2019 Winners

First Place

Torsten Wittmann, PhD: “Cytoskeleton in neurons differentiating from induced pluripotent stem cells”

image of a neuron cytoskeleton
Second Place

Chang Xie, PhD: “Branching pattern of embryonic lung”

image of an embryonic lung
Third Place

Phi Nguyen: “A bed of astrocytes ensheathing embryonic neurons”

image of astrocytes and embryonic neurons
People's Choice

Wei Yu, MD, PhD: “A pair of E16 kidneys from hoxb7/eGFP transgenic mouse”

image of mouse embryonic kidneys
Judge's Honorable Mention

Xiaoyu Shi, PhD: “Nuclear lamina and nuclear pores of a mammalian nucleus”

image of nuclear lamina and nuclear pores
For more, see the story about this year's winners. 


About the Contest

As the nation’s leading public recipient of NIH biomedical research funds, there is no shortage of visually stunning research happening in UCSF labs every day. Up to $2,000 in cash prizes will be awarded as follows:

  • Judges First Place: $1000
  • Judges Second Place: $500
  • Judges Third Place: $250
  • People’s Choice: $250 

The contest was open from April 22 - May 3 and winners were announced in Pulse Newsletter on May 29.

Judges Panel

  • Adam Gazzaley, MD, PhD, Professor, Neurology
  • DeLaine Larsen, PhD, Director, UCSF Nikon Imaging Lab
  • Ernesto Diaz-Flores, PhD, Assistant Professor, Pediatrics
  • Jordan Briscoe, Staff Research Associate, UCSF Biological Imaging Development Center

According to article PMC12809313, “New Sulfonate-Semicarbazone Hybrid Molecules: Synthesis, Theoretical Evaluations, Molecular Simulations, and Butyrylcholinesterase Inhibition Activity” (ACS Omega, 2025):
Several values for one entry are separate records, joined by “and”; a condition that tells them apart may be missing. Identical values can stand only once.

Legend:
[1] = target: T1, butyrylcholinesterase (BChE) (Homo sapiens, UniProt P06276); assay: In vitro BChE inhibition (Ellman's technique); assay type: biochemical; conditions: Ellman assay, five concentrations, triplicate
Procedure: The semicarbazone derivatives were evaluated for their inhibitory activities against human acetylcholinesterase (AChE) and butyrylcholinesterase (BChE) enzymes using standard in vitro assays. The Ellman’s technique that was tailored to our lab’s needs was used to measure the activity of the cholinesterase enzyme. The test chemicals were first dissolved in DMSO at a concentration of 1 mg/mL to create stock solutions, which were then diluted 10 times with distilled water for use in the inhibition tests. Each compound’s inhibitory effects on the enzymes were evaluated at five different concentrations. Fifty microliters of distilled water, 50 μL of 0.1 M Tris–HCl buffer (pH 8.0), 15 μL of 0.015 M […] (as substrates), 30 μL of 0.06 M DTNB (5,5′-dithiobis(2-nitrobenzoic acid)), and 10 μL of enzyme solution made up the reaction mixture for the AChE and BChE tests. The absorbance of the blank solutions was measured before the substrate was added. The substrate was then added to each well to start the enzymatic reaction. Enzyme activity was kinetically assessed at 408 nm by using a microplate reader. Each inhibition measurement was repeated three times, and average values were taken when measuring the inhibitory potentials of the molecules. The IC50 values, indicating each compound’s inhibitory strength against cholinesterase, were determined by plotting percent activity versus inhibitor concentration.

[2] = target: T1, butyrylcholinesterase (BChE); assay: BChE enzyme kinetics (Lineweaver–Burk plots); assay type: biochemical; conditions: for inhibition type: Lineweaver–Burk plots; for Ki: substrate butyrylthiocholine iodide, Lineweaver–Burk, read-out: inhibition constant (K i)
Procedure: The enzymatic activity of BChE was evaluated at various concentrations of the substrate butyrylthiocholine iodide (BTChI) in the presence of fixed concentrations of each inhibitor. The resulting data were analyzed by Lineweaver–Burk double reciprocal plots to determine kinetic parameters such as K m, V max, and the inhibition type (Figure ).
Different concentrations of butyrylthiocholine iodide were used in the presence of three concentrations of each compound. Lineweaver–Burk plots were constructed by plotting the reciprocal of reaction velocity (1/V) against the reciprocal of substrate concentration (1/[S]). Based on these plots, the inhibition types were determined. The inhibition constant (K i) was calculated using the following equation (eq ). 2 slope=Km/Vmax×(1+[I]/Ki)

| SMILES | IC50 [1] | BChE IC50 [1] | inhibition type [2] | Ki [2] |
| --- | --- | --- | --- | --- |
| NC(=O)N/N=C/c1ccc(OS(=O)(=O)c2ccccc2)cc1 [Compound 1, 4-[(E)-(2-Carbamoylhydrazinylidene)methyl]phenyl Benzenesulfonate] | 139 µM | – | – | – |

Contest Rules and Submission Requirements

Contest Rules

  1. Entries must be by individual UCSF faculty, staff or trainees at UCSF. You must submit using a UCSF email address.
  2. Any science imagery must be captured at UCSF.
  3. Must be still, microscopy images. No video. 
  4. There is no limit to the number of submissions.
  5. By submitting, you grant permission to UCSF to use any winning and non-winning entries for educational and marketing/promotional purposes.

Submission Requirements

  1. Caption must be included with submission. Please be clear and brief. Sample captions below:

    • A mouse leg muscle heals itself after injury by generating new fibers from transplanted human muscle stem cells (blue nuclei).

    • This is an image of a cross-section through the centre of an adult fruit fly thorax. Dense muscle fibres, which power the fly's wings, are stained by a dye that labels actin filaments (Phalloidin, in cyan). Tiny blood cell nuclei (labelled in red) can be found clustering around the air sacs (labelled in dark blue), which deliver oxygen to the muscles and other tissues. The blood cells don't deliver oxygen, but act as immune sentinels, guarding against infection.

  2. Provide images in TIFF or TIF format. The larger the file size the better. For questions regarding file specs, please contact Jordan Briscoe ([email protected]).


Technical and visual excellence (70%): Technical quality and visual artistry of image

Scientific impact (30%): What is the impact of this image or imaging technique to science? Does it enable new or groundbreaking research?

The first round judging will narrow all submissions to the top 100 images. Judging will be conducted by Kathleen Hennessy, MSc, UCSF Art Director and Photography Manager, University Relations, and Nick Weiler, PhD, Senior Public Information Officer for basic science, University Relations.

Final judging will be conducted by Adam Gazzaley, MD, PhD, Professor, Neurology; DeLaine Larsen, PhD, Director, UCSF Nikon Imaging Lab; Ernesto Diaz-Flores, PhD, Assistant Professor, Pediatrics; and Jordan Briscoe, Staff Research Associate, UCSF Biological Imaging Development Center.